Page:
The Twelve Declarations of Christmas
by Alan Allegra 11/18/2008 / Holidays
This may not be a catchy song title, but there is a lot of meaning to it.
The song we know as "The Twelve Days of Christmas" catalogs the grandiose gifts given to the singer by a "true love." Every year, some wag calculates the cost of the individual gifts, somehow figuring out the value of leaping lords and a partridge in a pear tree. Is a partridge worth more in a pear tree than on the wing? Are French Hens more valuable than Jersey Giants or Dorkings?
Tradition has it that the gifts have religious symbolism. No one knows for sure.
One thing we DO know for sure: there were many declarations of the birth of Christ in the Bible, most surrounding his birth in the New Testament, plainly proclaiming the true love of God in giving the greatest gift, His Son Jesus (2 Corinthians 9:15). We will highlight an even dozen.
The first announcement came thousands of years ago, bringing hope to the first sinners: Adam and Eve (Genesis 3:15).
When Israel needed comfort in the midst of punishment, Isaiah proclaimed Messiah's birth in Isaiah 9:6.
The first New Testament announcement of the coming of the Lord came to the priest Zacharias in Luke 1:13-17. It predicts that John the Baptizer would prepare the people for Christ's advent.
The angel Gabriel greeted Mary, a virgin, in Luke 1:31, with the news of her divine pregnancy.
Miraculously, John the Baptist heard and leapt for joy in his mother's womb in verses 41-45.
At John's birth, the dumbstruck Zacharias spoke clearly of the Messiah's mission in verses 68-79.
When Mary returned to Nazareth, Joseph was told in Matthew 1:20-23.
We are very familiar with the announcement made by the angels in Luke 2:8-14, but the shepherds were excellent heralds themselves in verses 17-20.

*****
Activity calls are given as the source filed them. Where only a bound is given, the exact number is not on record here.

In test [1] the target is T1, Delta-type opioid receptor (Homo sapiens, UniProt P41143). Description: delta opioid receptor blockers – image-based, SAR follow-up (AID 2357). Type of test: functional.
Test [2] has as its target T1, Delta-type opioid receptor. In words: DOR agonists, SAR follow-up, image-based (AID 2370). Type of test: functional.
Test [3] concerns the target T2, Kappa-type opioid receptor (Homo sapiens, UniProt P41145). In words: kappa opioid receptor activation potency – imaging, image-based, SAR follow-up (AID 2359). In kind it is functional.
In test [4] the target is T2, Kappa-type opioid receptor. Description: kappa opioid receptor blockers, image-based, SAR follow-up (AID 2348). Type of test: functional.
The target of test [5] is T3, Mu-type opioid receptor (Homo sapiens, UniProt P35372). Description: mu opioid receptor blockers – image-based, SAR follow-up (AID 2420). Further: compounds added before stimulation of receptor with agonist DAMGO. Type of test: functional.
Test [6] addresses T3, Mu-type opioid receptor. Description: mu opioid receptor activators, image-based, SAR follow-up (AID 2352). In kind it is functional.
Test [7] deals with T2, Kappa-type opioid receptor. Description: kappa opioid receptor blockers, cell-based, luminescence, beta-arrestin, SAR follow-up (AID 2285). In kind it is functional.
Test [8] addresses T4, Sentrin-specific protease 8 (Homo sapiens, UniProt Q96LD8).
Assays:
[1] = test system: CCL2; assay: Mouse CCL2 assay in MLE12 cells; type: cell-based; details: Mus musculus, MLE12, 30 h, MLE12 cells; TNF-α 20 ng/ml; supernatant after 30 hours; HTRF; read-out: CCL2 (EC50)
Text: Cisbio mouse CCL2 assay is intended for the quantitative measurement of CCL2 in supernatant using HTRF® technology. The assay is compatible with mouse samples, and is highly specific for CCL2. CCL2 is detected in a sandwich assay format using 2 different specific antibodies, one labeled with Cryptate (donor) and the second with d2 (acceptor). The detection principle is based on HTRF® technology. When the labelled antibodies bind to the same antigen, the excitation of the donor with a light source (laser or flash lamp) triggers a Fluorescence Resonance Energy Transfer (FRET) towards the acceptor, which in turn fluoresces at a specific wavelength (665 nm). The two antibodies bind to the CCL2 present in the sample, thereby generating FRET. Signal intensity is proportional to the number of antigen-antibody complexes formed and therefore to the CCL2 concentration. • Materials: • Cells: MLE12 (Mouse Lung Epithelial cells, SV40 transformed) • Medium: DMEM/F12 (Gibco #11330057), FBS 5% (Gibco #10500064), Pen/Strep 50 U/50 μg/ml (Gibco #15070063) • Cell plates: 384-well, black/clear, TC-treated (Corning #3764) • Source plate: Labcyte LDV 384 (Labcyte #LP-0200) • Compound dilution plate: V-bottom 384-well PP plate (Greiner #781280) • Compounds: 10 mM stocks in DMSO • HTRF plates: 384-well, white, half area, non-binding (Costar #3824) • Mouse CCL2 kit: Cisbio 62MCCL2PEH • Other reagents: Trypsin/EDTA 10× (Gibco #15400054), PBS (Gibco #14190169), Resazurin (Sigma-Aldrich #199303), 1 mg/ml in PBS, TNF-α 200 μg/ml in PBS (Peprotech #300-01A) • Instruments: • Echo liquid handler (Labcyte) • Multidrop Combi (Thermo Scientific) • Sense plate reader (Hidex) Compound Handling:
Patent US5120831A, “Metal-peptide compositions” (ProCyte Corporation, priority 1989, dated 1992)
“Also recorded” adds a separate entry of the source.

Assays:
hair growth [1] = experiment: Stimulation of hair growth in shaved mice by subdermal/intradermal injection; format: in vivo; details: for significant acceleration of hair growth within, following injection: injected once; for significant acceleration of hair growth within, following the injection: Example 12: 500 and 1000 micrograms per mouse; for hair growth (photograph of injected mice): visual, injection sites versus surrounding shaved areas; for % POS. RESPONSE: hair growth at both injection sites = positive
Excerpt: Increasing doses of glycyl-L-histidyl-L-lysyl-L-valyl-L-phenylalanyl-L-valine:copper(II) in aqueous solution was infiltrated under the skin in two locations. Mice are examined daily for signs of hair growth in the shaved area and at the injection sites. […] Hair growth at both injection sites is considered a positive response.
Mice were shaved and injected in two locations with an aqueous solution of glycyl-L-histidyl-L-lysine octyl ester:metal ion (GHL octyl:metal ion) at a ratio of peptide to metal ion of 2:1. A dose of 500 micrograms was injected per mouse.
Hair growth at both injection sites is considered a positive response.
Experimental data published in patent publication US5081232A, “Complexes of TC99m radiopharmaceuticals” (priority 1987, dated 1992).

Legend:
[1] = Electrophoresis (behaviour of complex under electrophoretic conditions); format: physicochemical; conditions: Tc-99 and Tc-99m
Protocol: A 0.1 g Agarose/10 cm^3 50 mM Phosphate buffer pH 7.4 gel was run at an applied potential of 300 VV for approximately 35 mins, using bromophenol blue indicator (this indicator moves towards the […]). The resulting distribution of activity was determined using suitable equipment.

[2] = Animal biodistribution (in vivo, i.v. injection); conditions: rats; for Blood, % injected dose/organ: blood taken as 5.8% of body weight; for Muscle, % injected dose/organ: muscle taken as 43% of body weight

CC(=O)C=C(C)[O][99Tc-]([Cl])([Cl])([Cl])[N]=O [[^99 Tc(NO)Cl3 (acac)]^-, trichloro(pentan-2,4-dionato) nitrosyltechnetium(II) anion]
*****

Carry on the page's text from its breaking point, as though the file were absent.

Upon Jesus' presentation in the temple at Jerusalem, two more announcements were made. It was not the High Priest who received him, nor lawyers or scribes, but a just and devout old man (Luke 2:29-32) and a fasting widow (36-38) who made these announcements.
The last announcement we will consider was made by the wise men who came from the east. They saw his star and traveled perhaps months to see the new King of Israel (Matthew 2:1, 2). They reported Messiah's arrival to King Herod, who verified the news by the priests and scribes. The wise men found the child Jesus in Bethlehem and worshiped him.
There is so much to be learned by reading The Twelve Declarations of Christmas. The grace and kindness of God are seen in that, in the midst of the curse brought by our first parents, the Redeemer is promised. While punishing Israel for her unfaithfulness, the Messiah's birth is foretold. Christ's purity is guaranteed by his virgin birth, and his deity by Holy Spirit conception. Christ came for the common people, and is rejected by those who would rather hold on to their power and religious pride. And, whether rich or poor, Israelite or Gentile, wise men still seek and worship the Christ.
Perhaps the greatest message that underlies the Twelve Declarations of Christmas is that of hope. The true "True Love" gave to me (and you) a gift that is imperishable, the value of which is incalculable. God gave us hope in the midst of despair, light in the midst of darkness.
Do not miss the announcement of the Son of God coming in the flesh. Wherever you hear the truth about Jesus, call him Lord and worship him there. Wise men still seek him.